Be as a bird perched on a frail branch that she feels bending beneath her, still she sings away all the same, knowing she has wings.” Victor Hugo
I have a new novel coming out this year. I say these words quietly because it seems so self-indulgent to say it any other way. In fact, I rarely say anything unless specifically asked. I have such hope for my novel, but faith alone will not be enough.
Like all artists, I’ve toiled away at this piece of work for years. The characters are as real to me as my neighbours and friends. I feel desperate when my characters make what I think are bad decisions. I hear myself shouting, please don’t do that. Yet, they persist in being their own masters. So I have no choice but to stand by them. I weep with them when they suffer the consequences of their decisions. And I cheer for them if they find their way out of their predicaments.
Long after the novel is complete and I’ve started a new project, my characters and their troubles and triumphs never leave me.
Despite their quirks and shortcomings (don’t we all have them?), my characters have kept me company and been as good to me as any friend or good book might be.
So you see, it is only fair that I get their story out to the world. Problem is: I’m an unknown. In polite company I would be called an emerging author. But the reality is I’m a newbie to this craft and that equates to unknown. If there were a rung lower than emerging, I’d be on it.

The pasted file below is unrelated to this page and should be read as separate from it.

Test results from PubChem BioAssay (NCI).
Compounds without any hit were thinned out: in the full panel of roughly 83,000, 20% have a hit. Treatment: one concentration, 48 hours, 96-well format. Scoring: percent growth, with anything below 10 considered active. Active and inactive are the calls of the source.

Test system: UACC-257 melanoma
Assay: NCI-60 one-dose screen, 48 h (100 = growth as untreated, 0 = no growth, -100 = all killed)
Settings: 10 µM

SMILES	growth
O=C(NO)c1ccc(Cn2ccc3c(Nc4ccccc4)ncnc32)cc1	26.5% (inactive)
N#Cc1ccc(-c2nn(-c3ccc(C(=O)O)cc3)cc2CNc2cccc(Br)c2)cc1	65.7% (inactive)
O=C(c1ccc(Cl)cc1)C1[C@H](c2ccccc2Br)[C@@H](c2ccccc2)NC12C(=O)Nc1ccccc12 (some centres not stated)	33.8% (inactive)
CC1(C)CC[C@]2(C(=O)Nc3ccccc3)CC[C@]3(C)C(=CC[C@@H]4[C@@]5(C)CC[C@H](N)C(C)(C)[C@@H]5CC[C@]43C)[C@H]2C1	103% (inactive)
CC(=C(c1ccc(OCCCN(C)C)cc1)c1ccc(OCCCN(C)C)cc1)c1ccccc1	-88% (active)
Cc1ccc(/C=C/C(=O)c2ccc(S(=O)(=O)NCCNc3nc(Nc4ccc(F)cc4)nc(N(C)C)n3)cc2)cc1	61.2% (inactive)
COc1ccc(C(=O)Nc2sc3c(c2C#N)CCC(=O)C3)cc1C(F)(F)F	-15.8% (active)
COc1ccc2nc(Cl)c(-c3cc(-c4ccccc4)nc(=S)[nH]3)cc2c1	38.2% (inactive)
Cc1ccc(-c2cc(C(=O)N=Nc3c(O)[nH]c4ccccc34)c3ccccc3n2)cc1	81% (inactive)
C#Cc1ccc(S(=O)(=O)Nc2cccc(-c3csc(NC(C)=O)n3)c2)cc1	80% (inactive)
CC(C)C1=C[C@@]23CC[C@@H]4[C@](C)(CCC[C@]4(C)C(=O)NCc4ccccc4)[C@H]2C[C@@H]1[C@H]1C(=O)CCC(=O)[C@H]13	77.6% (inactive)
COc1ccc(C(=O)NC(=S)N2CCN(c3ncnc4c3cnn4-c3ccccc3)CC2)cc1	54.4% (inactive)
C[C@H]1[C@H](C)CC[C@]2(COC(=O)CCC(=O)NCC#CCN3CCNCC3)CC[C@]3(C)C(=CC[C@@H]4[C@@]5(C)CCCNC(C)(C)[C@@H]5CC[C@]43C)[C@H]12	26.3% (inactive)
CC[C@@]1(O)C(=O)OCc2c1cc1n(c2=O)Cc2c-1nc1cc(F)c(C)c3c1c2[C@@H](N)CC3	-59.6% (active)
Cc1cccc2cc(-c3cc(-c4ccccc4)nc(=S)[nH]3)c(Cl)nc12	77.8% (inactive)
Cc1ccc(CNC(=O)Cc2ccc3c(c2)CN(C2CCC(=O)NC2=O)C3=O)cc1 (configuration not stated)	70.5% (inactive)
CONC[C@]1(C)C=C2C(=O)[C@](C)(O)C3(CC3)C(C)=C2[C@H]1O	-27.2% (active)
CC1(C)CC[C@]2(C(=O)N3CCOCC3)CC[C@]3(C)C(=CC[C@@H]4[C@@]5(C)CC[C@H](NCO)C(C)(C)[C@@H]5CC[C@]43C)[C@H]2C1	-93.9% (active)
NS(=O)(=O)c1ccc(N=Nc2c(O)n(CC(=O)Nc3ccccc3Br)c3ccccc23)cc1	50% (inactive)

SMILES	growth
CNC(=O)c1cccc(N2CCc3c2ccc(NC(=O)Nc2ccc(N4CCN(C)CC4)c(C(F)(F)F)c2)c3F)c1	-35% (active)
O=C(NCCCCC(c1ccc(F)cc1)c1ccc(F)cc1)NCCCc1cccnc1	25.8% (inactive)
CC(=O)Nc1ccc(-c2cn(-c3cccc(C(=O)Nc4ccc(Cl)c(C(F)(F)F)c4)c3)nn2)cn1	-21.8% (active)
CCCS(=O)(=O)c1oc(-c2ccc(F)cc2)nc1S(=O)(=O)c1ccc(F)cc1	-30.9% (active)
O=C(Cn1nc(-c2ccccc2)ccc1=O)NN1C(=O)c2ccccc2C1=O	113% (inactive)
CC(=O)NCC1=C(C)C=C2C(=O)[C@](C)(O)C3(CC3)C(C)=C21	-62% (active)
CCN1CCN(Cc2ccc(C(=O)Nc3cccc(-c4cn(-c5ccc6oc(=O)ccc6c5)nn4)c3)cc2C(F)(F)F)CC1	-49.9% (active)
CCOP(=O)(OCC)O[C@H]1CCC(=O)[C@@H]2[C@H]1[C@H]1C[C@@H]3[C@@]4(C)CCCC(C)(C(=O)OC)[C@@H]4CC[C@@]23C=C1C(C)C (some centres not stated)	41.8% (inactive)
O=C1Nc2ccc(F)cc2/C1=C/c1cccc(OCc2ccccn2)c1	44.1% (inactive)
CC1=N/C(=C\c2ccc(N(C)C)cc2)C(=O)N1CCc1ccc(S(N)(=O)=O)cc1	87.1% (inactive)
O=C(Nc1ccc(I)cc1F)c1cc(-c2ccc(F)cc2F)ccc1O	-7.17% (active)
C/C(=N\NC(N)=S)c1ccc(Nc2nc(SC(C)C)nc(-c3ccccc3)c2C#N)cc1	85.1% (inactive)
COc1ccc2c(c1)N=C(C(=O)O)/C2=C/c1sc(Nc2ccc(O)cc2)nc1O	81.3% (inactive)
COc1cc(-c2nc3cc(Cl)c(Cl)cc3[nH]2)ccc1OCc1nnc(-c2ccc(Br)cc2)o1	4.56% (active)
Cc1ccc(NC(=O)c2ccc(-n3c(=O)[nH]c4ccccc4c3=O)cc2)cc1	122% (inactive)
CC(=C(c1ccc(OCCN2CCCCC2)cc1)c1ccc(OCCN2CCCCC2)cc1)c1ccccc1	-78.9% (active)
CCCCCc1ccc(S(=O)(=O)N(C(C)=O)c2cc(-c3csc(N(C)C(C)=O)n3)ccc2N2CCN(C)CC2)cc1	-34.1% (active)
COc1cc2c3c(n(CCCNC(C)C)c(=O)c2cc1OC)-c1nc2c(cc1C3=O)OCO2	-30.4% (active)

So how does someone like me get noticed? Good question.
I tell my friends and hopefully they tell their friends. That’s one way. I blog. I talk about my novel to those who are interested. I continue to hope, keep fingers, toes and anything else I can think of crossed.
But, there is no better method to get the novel seen than through readings and other public appearances. And there is no more visible way to do this than at events similar to the one I organize in Whistler (read this as a shameless plug for the Whistler Writers Festival – October 15 – 18, 2015).
An author has a captive audience at festivals. Sure, folks have probably come to see the star billing, but if you, fledgling author, also happen to be on the same stage, the light shines on both of you and with some luck the audience discovers the newbie they’d never heard of. You get an audience and the novel you’ve put your entire being into finally finds a readership. Everyone wins.
Partnering emerging and established writers on the same stage has always been the vision of the Whistler Writers festival. This year is no exception. It’s this kind of support that gives a fledgling like me the confidence she needs to feel secure with her wings.
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